I am deeply saddened by the recent shooting attack on military recruiting stations in Chattanooga, Tenn. It does appear that the violence could be linked to calls by sympathizers with the so-called “Islamic State” organization to engage in acts of violence against targets in western societies. Such acts of violence are inexcusable. But at the time of this writing, there is nothing definitive about this person’s motivation: no online manifesto, no external claims of responsibility.
I am also deeply disturbed by the response proffered yesterday by Franklin Graham (text reproduced below). That he advocates reacting to the
religious exclusion, persecution and violence of ISIS with religious exclusion, persecution and state violence is beyond the pale not only of Christian faith but also of American values. Graham has a long history of expressing anti-Islamic sentiments and inciting violence against Muslims. This violence is echoed in many of the comments below his posted message.
There is no doubt that the world is experiencing a terrible resurgence of religiously-identified extremism. As Bishop Munib Younan has said on many occasions, “no religion has a monopoly on extremism.” We see it in ISIS and many other Islamic groups. But we also see it when Jews provide religious justification for land theft and for the disproportionate use of military force. Graham provides us with a clear example of Christian extremism. Within each community, it is up to coreligionists to challenge extremists in their midst. I look forward to seeing many reasoned admonishments of Franklin Graham.
This incident can spark many different lines of inquiry, including …
- How well do our law enforcement systems understand new forms of radicalization?
- What gun laws were broken in this situation? What laws should be more carefully enforced? Which ones may need to be revised or created anew?
- What social pressures helped press this young man toward radical violent action? What in his life made him receptive to jihadi messages from abroad? What social structures can therefore be put in place to identify warning signs?
Regarding Franklin Graham, one could wonder …
- Why did he not speak out about the killing of nine bible study participants by a white supremacist?
- What are the sources of Graham’s virulently anti-Islamic perspectives? (you may want to take a look at my book on Christian Zionism to see what I think)
- How did Graham come to be a nationally-recognized representative of Christianity (besides his father’s legacy, that is)? How might that be changed?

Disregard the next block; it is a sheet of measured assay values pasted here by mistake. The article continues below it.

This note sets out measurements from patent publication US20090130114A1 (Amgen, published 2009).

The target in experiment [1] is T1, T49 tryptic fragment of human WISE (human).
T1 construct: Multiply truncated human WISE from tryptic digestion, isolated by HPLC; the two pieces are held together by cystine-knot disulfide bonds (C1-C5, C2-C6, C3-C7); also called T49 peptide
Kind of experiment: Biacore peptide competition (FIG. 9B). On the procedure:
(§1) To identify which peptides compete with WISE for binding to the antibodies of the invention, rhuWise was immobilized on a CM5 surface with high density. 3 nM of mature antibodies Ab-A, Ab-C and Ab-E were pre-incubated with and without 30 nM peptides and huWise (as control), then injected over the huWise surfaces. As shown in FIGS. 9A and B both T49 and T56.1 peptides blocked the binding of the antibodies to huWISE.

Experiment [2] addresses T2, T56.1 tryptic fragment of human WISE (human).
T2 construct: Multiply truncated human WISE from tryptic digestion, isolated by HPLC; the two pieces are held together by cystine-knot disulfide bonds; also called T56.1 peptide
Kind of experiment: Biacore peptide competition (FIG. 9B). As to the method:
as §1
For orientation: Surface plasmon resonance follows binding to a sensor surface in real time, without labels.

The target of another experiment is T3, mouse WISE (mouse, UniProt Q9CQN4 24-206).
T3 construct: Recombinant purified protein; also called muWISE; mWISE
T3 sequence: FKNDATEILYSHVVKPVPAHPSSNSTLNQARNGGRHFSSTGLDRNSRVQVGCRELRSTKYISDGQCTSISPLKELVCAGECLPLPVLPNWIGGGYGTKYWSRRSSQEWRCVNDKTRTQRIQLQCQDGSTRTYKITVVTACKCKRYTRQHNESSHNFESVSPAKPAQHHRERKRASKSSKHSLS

In no way is it appropriate to exploit this incident to vilify and terrorize the millions of Muslim citizens of and residents in the United States or to pervert US immigration systems by imposing some sort of religious test. This response from Graham diminishes Americans’ capacity to live with those who are different, besmirches the witness of Christianity, and cheapens rather than honors the lives of the soldiers killed since it tarnishes the character of the country they were seeking to serve.
The original post from Franklin Graham:
Four innocent Marines (United States Marine Corps) killed and three others wounded in #Chattanooga yesterday including a policeman and another Marine–all by a radical Muslim whose family was allowed to immigrate to this country from Kuwait. We are under attack by Muslims at home and abroad. We should stop all immigration of Muslims to the U.S. until this threat with Islam has been settled. Every Muslim that comes into this country has the potential to be radicalized–and they do their killing to honor their religion and Muhammad. During World War 2, we didn’t allow Japanese to immigrate to America, nor did we allow Germans. Why are we allowing Muslims now? Do you agree? Let your Congressman know that we’ve got to put a stop to this and close the flood gates. Pray for the men and women who serve this nation in uniform, that God would protect them.
Rev. Robert O. Smith, PhD, is Academic Director for the Jerusalem Global Gateway of the University of Notre Dame and co-moderator, with Dr. Muna Mushahwar, of the Palestine-Israel Ecumenical Forum of the World Council of Churches. He is the author of More Desired than Our Owne Salvation: The Roots of Christian Zionism (Oxford, 2013), and editor, with Göran Gunner, of Comprehending Christian Zionism: Perspectives in Comparison (Fortress, 2014). He sometimes thinks about things other than Israel and Palestine.